After the Civil struggle, the USA military confronted a huge problem at the Texas frontier. army specialists needed to conquer significant hindrances in mobility and communications, and so they needed to study a much assorted type of conflict to defeat the Kiowa, Apache, and Comanche Indians.
Large army posts were tested intimately in several books written in regards to the Texas frontier, however the significance of smaller outposts and wooden stations has been in general missed. In Standing within the Gap, Loyd M. Uglow examines those smaller outposts when it comes to the bigger forts that managed them and explores their importance in army procedure and the pacification of the frontier. The army’s position within the cost of West Texas has been, before, defined via biographies of well-known officials and histories of either Indian campaigns and the bigger forts. With basically passing point out of outposts resembling Grierson’s Spring, Van Horn’s Wells, and Pecos Station in those texts, the tales of wood posts have long past, for the main half, untold.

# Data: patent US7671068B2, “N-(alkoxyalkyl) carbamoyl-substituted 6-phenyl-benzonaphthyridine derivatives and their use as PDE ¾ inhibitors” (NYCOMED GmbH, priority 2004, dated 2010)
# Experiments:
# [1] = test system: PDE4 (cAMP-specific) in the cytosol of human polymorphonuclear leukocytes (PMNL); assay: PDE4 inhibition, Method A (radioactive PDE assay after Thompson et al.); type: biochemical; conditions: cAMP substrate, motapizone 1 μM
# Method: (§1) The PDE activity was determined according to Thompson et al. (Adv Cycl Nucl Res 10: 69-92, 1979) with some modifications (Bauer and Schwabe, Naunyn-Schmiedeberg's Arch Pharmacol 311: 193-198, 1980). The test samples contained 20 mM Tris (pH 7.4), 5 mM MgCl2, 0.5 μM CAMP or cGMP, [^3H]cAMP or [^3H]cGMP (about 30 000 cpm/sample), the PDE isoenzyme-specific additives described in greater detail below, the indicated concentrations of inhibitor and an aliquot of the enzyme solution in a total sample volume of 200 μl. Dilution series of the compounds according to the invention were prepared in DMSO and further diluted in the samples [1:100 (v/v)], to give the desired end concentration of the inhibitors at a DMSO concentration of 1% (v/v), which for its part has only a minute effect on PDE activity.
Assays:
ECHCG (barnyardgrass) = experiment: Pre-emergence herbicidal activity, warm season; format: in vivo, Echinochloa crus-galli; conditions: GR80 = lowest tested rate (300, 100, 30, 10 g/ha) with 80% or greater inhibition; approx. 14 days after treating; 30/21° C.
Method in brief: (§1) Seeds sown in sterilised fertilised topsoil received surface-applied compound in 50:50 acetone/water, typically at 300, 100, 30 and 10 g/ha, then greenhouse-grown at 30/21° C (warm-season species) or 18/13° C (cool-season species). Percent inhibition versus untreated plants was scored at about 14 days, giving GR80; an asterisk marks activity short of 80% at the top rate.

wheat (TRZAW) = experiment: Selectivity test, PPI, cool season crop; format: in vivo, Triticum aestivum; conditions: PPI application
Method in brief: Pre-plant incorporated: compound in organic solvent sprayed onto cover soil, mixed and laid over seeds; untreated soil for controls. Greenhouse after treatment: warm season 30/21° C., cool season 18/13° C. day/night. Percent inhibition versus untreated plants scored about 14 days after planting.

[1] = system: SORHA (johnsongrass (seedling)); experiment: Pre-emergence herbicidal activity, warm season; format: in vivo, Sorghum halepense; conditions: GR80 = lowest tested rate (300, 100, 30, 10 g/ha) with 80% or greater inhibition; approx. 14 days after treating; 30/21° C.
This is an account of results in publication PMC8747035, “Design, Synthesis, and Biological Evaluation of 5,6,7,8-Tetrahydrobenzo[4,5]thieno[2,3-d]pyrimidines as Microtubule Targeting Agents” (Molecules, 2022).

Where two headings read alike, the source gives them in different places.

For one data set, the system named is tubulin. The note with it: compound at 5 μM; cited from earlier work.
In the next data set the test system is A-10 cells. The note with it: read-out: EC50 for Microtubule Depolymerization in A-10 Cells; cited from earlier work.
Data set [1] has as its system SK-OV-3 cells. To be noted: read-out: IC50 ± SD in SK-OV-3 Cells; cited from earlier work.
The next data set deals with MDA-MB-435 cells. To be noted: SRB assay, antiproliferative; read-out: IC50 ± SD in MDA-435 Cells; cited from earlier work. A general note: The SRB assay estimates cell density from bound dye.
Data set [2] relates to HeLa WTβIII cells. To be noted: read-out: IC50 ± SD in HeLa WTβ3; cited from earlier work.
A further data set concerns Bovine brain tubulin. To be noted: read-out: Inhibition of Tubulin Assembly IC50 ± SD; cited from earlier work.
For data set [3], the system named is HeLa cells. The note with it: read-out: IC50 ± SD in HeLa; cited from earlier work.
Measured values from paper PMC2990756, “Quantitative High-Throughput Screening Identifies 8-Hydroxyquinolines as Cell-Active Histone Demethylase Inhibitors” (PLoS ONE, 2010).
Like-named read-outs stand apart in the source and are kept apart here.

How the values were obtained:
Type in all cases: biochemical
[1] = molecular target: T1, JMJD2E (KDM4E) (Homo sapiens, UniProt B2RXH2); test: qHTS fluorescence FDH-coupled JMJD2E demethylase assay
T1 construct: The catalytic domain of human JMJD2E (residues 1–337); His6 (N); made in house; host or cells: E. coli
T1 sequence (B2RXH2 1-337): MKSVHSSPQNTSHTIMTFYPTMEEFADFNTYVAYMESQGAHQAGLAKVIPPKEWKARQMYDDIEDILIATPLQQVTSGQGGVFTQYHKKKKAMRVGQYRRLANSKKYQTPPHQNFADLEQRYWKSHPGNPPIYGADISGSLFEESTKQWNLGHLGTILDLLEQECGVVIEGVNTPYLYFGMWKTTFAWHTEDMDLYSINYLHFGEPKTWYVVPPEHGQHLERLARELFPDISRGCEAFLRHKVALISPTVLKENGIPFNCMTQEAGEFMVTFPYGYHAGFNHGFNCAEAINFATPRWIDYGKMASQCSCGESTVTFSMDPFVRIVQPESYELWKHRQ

Relying on resources akin to archival files of the commanding forts, newspapers, and letters and journals, Uglow describes the explanations for developing and deactivating nearly seventy outposts, in addition to detailing their features, contributions, accomplishments, population, and total value in populating the frontier.